I can't believe we are leaving today. I am so excited to head home, and so sad to be leaving the country that has taught me so much and that I have come to love. We've spent our last days finishing up our research, giving our presentations, doing last minute shopping, and saying difficult goodbyes. I can't imagine life back in the U.S. Going back to my normal life with the same routines seems impossible, but I also can't wait to see my family and friends. It is a difficult feeling, but something I will embrace just as I have learned to do with everything that India forces me to come to terms with. I would like to say a few 'thank you's' really fast before ending with my final thoughts. Society for Development Studies is the most amazing organization I have ever come in contact with and I am honored to have had a chance to learn from them. Dr. Lall is an incredible teacher, and I know that I am a better professional, member of my community, and person for having had the chance to know and learn from him. Bachan Prasad you are awesome and you know it. Thanks for being our protector, coordinator, and comedian when we needed you most. Ritika, thank you for the endless advice, shopping trips, and happy work days that would never have been the same without you. Hari and Mukesh, thanks for the tea and the laughs. Lastly, I would like to thank the University of Southern Indiana, Provost Rochon, Dr. Mujumdar, and Heidi Gregori-Gahan for this incredible opportunity that has been life changing and the most beneficial learning I've experienced. I hope this program continues to grow with our amazing University, and that more students can learn and benefit from SDS and all India has to offer.
And with that it is time to go. Thank you all for reading, commenting, and sharing my journey with me. Your presence was a great comfort to me throughout, and I loved being able to pass on my experience. Feel free to contact me further with questions or comments as time goes on. I do hope to be able to continue my experience with SDS and the school I visited by creating some sort of partnership either through the University or a local school, to get them the supplies and support they need, and to continue to learn from them and their students. Now as time is short, I will leave you with my final thoughts:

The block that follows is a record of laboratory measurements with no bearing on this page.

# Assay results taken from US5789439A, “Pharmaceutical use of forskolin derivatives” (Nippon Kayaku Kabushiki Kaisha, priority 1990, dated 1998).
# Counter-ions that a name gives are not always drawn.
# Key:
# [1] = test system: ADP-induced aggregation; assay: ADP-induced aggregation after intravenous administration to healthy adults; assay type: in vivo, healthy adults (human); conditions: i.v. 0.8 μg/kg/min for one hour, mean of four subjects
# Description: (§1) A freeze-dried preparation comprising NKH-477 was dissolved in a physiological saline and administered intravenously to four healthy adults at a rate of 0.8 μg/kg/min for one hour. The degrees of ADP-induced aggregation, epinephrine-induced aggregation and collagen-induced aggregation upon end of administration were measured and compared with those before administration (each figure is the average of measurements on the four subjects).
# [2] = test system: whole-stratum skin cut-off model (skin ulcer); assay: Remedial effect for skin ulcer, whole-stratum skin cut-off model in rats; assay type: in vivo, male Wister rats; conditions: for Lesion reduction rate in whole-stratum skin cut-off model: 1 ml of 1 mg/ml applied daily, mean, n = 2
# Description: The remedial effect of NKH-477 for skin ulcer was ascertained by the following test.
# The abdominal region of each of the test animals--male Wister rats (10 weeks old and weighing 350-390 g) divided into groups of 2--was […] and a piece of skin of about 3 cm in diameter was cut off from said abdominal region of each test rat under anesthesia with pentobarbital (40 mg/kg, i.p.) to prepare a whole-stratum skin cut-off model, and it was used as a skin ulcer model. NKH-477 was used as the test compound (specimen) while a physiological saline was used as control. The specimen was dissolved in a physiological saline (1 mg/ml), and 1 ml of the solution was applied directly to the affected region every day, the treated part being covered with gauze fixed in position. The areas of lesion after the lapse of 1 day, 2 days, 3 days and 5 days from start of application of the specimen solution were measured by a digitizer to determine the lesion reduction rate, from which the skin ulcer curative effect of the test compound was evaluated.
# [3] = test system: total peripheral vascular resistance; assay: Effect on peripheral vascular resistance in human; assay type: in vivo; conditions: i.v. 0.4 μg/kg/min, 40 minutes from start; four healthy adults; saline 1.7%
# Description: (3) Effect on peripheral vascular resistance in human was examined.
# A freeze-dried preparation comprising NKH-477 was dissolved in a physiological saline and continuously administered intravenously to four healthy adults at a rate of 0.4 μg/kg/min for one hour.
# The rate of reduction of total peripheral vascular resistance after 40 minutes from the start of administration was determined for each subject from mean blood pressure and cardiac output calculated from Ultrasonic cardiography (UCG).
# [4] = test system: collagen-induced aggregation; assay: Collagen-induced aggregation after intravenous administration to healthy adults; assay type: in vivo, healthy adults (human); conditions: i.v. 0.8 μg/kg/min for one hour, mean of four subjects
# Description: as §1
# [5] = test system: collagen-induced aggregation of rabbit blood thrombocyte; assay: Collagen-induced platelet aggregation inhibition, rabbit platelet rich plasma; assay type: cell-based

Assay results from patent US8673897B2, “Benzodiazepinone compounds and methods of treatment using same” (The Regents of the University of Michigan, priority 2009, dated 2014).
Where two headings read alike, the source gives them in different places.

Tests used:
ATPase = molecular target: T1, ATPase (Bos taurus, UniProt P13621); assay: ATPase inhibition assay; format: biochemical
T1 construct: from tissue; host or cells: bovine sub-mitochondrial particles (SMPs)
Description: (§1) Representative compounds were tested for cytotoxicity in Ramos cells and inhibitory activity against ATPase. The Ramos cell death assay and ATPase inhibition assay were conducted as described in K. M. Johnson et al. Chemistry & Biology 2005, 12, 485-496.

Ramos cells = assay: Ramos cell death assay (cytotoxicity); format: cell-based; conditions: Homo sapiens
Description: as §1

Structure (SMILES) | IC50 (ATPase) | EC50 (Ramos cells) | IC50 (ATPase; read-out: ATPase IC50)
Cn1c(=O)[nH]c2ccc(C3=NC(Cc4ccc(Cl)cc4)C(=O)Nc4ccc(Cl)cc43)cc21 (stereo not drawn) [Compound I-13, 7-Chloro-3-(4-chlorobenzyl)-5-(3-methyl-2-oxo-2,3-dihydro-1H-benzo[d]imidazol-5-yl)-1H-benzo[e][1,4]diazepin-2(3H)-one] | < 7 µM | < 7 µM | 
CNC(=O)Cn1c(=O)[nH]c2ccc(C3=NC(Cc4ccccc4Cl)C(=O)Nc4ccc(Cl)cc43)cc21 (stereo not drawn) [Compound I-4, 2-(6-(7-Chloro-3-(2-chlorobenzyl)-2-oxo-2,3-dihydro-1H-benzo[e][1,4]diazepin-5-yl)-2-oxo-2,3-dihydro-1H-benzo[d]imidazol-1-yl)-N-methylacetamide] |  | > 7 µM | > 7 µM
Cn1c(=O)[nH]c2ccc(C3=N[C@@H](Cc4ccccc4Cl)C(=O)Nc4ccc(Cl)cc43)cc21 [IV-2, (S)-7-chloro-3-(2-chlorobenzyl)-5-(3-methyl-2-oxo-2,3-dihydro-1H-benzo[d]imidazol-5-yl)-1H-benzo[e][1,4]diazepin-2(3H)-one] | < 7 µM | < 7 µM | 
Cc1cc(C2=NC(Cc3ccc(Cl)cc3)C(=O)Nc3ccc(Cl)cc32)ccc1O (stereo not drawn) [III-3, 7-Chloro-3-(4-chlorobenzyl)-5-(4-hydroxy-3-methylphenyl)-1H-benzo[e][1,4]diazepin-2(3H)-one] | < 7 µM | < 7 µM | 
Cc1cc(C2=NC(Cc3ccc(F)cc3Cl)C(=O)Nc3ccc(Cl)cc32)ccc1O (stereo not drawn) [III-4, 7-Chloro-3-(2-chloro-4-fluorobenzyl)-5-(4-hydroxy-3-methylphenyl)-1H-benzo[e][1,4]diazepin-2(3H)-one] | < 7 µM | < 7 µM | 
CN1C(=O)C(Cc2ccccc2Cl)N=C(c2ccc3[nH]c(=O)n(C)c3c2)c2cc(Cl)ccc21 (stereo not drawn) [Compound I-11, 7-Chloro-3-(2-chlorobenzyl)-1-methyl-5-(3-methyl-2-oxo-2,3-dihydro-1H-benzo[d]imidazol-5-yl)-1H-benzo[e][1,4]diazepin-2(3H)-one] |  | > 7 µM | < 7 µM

...In the end it is not without some amazement that I realize I have come to a place that showed me poverty as I have never seen before, yet am leaving with a more joyous heart in connection with the world. This was my first opportunity to be welcomed into and participate in the activities of resource- strapped communities where I could experience a small portion of their life and how they make their way through their days to survive. With these activities my heart has ached, my soul has soared, and I have found myself crying, laughing, smiling with joy, and turning my eyes away in pain. Why is it then that I come away from this experience more centered, grounded, joyful, and connected to the world? I had to take a moment to search inside my heart for these answers, and there it sits quietly. When you see poverty on the news or on a moving documentary there is always the sense of ‘other’. That these are those ‘poor people’, and ‘it’s so tragic and where can we donate’. I cannot say that it becomes easy to see the desperately deprived, and I hope that it never does, but those you meet and get a chance to talk to are very quickly replaced from ‘the others…the poor’ to ‘my friends’ or that ‘amazing person’, or that ‘funny little child’ as you do with all people you meet at home. It made me laugh the other day when my roommate Leah looked up from her report and asked, “Is the Renni village (where we visited) considered poor?” For a moment I had to pause and realize, yes of course it is. It is a resource-strapped community that needs further interventions and support on their road out of economic depravity, but the feeling as we drove away was of sadness for leaving our new friends…almost as though they were family. They had been replaced from research work, economic parameters, and ‘the poor’ the moment we walked into their homes…from the first smile, the first giggle. The first moment our eyes locked we were what we are and will always be, brothers and sisters making our way…finally meeting and rejoicing in finding one another in this small space in place and time.
And so I leave India, Society for Development Studies, and my new friends with so much more than I came with. My suit case is full of gifts for friends and family, but my body is coursing with new knowledge that will sustain my growth as I take my training back home to work within my own community and classrooms…and my new found global home.
Thanks again everyone. Namaste.